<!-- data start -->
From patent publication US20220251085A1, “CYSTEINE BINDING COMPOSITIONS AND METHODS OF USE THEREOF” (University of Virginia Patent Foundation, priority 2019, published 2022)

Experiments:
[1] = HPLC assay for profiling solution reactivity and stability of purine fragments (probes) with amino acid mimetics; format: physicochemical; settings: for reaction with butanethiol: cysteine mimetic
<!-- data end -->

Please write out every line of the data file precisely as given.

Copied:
From patent publication US20220251085A1, “CYSTEINE BINDING COMPOSITIONS AND METHODS OF USE THEREOF” (University of Virginia Patent Foundation, priority 2019, published 2022)

Experiments:
[1] = HPLC assay for profiling solution reactivity and stability of purine fragments (probes) with amino acid mimetics; format: physicochemical; settings: for reaction with butanethiol: cysteine mimetic